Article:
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Work • Capitalism • Utopia
The system we know as Capitalism is both wondrously productive and hugely problematic. On the downside, capitalism promotes excessive inequality; it valorises immediate returns over long-term benefits; it addicts us to unnecessary products and it encourages excessive consumption of the world’s resources with potentially disastrous consequences – and that’s just a start. We are now deeply familiar with what can go wrong with Capitalism. But that is no reason to stop dreaming about some of the ways in which Capitalism could one day operate in a Utopian future:
In the Utopia, we’d spend less time thinking about the Dow Jones.
The Dow Jones, which is the world’s most prestigious financial index, takes a daily temperature reading of the US, assigning it a very precise number, which is widely reported in the news and which we tend to treat with a high degree of reverence. Such financial data seems to be telling us something of immense importance. It hints at an answer to the great questions of existence: are things going well or badly, is the world doing OK? How is life on earth?
© Flickr/Scott Beale
It’s really worth asking such questions and reflecting heavily upon them. This is what philosophers traditionally like to do. But the numbers do not actually answer our questions, for the links between the Dow Jones figures and what is actually going on in human lives (their rise or fall) is far more elusive. It’s not that there is no connection whatsoever. The financial health of major US companies does have indirect, distant links to the economic side of everyone’s life. Yet the quality and character of daily life is powerfully affected by a great many things which the financial data does not recognise, for example, your health, the view from your window, the quality of your relationship, the amount of time you have to spend commuting, the connections you have with the neighbours, the state of your ambitions, your degree of envy, how your kids are doing. These may, indeed, be rather more important in determining ‘how things are going’ than the Dow Index. But the Dow doesn’t entirely admit this. It seems to be making a larger claim: to know how your life is going – and it brings to this claim a panoply of impressive arrows, charts and incomprehensible acronyms which cow us into believing in its authority, rather as our ancestors might have trusted in the confused mumblings of a priest sitting on top of an altar in a darkened temple.
For all our expertise, we have not yet learned how to devise reliable indicators of the state of nations and individuals. We do not have a daily set of figures to record what truly matters. It might help, for example, to know the incidence of unnecessary embarrassment or whether arrogance is becoming 0.1% more or less common. We don’t have figures measuring supplies of patience, tact and forbearance. We don’t have indices around envy, infidelity and fury.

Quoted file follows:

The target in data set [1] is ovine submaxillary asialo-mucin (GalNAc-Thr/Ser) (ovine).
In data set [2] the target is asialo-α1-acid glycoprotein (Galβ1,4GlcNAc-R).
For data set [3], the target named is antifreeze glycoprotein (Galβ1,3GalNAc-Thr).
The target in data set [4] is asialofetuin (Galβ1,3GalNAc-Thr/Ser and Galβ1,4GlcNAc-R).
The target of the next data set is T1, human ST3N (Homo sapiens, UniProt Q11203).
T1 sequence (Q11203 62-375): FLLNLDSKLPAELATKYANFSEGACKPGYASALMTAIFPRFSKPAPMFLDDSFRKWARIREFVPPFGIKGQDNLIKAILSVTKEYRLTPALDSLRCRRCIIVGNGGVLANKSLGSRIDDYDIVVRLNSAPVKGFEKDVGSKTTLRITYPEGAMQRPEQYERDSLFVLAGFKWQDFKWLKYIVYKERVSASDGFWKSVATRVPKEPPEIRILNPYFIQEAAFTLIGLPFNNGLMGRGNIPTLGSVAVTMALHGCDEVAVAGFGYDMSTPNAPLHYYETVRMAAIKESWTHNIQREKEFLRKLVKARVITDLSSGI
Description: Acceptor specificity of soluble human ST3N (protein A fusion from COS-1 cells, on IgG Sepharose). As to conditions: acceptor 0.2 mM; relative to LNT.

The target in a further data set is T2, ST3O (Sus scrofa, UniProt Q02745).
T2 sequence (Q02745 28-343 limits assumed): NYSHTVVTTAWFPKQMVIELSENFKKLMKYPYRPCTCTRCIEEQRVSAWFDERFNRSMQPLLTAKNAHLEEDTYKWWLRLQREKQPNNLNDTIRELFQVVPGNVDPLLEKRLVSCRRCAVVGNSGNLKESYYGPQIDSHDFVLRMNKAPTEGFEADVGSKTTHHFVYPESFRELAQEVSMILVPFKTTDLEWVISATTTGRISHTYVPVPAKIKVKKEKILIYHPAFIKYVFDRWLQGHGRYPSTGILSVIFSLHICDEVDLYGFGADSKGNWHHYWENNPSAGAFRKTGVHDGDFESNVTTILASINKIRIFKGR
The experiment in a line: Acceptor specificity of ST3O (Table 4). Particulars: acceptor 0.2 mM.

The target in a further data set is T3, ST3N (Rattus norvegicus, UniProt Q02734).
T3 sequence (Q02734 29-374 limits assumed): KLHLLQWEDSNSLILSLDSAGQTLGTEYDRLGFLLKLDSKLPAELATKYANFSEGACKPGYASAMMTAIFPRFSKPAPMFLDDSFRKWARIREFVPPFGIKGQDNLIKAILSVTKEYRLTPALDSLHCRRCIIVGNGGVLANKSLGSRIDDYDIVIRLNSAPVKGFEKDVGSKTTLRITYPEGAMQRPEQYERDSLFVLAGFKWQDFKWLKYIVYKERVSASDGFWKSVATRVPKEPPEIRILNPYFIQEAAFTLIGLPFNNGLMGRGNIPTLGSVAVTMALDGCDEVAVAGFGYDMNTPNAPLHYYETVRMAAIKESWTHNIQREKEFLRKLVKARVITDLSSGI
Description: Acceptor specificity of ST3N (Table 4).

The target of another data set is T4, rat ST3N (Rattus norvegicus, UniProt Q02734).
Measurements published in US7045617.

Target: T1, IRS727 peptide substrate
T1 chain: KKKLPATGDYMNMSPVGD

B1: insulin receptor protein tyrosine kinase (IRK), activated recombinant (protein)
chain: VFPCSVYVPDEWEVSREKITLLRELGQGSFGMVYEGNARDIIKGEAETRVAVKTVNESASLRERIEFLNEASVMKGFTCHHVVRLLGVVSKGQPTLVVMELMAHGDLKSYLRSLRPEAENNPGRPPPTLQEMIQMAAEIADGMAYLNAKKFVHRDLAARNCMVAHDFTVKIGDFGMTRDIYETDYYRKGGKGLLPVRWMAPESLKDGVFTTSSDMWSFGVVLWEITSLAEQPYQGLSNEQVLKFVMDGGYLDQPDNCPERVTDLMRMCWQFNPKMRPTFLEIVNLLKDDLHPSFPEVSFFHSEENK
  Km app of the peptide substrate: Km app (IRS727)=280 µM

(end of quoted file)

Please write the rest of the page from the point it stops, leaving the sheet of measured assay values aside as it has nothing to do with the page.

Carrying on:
In the absence of these vital indicators, we cling to the signals offered to us by Wall Street. We use words like depression and exuberance, terms well known from personal life, to describe the movements of stocks and shares. To ask for better indices of national well being sounds whimsical. Yet it ought not to, for we need data that homes in on things that matter greatly for what our lives are actually like. Issues like jealousy, boredom, beauty, frustration or anger shape our destinies just as much – if not more – than the fortunes of 3M (the Minnesota Mining Company) and the twenty nine other corporations whose trading forms the basis for calculating the Dow Jones figures.
The big issue is how we can get a diversity of indicators on our national dashboards. We are not suggesting the suppression of the Dow Jones Industrial Average. What we want to see is the rise of other – equally important – figures that report on a regular basis on elements of psychological and sociological life and which could form part of the consciousness of thoughtful and serious people. Today, a government cannot get rewarded, or chastised, for the impact its policies have on the frequency of domestic rows because rows are not recorded. When we measure things – and give the figures a regular public airing – we start the long process of collectively doing something about them.
In the Utopia, we wouldn’t just care about unemployment, we’d also worry about misemployment.
Employment means being, generically, in work. But misemployment means being in work but of a kind that fails to tackle with any real sincerity the true needs of other people: merely exciting them to unsatisfactory desires and pleasures instead. Like this fellow, dressing up as a hotdog to entice customers.
A man employed by the casino chain Las Vegas Sands to hand out flyers to tourists so as to entice them to use slot machines is clearly ‘employed’ in the technical sense. He’s marked as being off the unemployment registers. He is receiving a wage in return for helping to solve some (small) puzzle of the human condition of interest to his employers: that not enough tourists might otherwise leave the blue skies and cheerful bustle of a south Nevada city’s main street to enter the dark air-conditioned halls of an Egyptian-themed casino lined with ranks of ringing consoles.
The man is indeed employed, but in truth, he belongs to a large subsection of those in work we might term the ‘misemployed’. His labour is generating capital, but it is making no contribution to human welfare and flourishing. He is joined in the misemployment ranks by people who make cigarettes, addictive but sterile television shows, badly designed condos, ill-fitting and shoddy clothes, deceptive advertisements, artery-clogging biscuits and highly-sugared drinks (however delicious). The rate of misemployment in the economy is very high.
© Rex/Joe Pepler
And while we may be genuinely grateful for a job and give our best to do it well, at the back of our minds we do – as employees – nurture the hope that our work contributes in some real way to the common good; that we are making, modestly, a difference.